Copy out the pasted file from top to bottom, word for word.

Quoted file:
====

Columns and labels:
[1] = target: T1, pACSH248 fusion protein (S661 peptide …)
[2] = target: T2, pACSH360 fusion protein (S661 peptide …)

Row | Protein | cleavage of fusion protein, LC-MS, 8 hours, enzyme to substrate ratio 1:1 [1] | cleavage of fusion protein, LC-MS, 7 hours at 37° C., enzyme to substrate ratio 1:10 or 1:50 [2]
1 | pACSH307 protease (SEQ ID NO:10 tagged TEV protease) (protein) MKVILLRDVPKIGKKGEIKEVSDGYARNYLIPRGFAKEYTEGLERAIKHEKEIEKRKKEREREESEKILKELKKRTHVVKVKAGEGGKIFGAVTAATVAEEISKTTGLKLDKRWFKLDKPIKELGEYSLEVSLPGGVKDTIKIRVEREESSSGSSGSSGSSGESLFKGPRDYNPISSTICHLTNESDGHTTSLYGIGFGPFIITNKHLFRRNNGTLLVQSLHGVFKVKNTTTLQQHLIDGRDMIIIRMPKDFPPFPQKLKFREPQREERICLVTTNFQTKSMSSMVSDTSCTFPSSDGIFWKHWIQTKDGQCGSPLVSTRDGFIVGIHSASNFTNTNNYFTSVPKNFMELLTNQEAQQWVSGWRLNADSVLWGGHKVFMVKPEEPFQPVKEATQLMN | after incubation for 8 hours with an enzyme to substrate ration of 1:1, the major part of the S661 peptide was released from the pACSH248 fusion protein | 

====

Columns and labels:
[1] = target: T1, pACSH248 fusion protein (S661 peptide …)
[2] = target: T2, pACSH360 fusion protein (S661 peptide …)

Row | Protein | cleavage of fusion protein, LC-MS, 8 hours, enzyme to substrate ratio 1:1 [1] | cleavage of fusion protein, LC-MS, 7 hours at 37° C., enzyme to substrate ratio 1:10 or 1:50 [2]
1 | pACSH307 protease (SEQ ID NO:10 tagged TEV protease) (protein) MKVILLRDVPKIGKKGEIKEVSDGYARNYLIPRGFAKEYTEGLERAIKHEKEIEKRKKEREREESEKILKELKKRTHVVKVKAGEGGKIFGAVTAATVAEEISKTTGLKLDKRWFKLDKPIKELGEYSLEVSLPGGVKDTIKIRVEREESSSGSSGSSGSSGESLFKGPRDYNPISSTICHLTNESDGHTTSLYGIGFGPFIITNKHLFRRNNGTLLVQSLHGVFKVKNTTTLQQHLIDGRDMIIIRMPKDFPPFPQKLKFREPQREERICLVTTNFQTKSMSSMVSDTSCTFPSSDGIFWKHWIQTKDGQCGSPLVSTRDGFIVGIHSASNFTNTNNYFTSVPKNFMELLTNQEAQQWVSGWRLNADSVLWGGHKVFMVKPEEPFQPVKEATQLMN | after incubation for 8 hours with an enzyme to substrate ration of 1:1, the major part of the S661 peptide was released from the pACSH248 fusion protein | 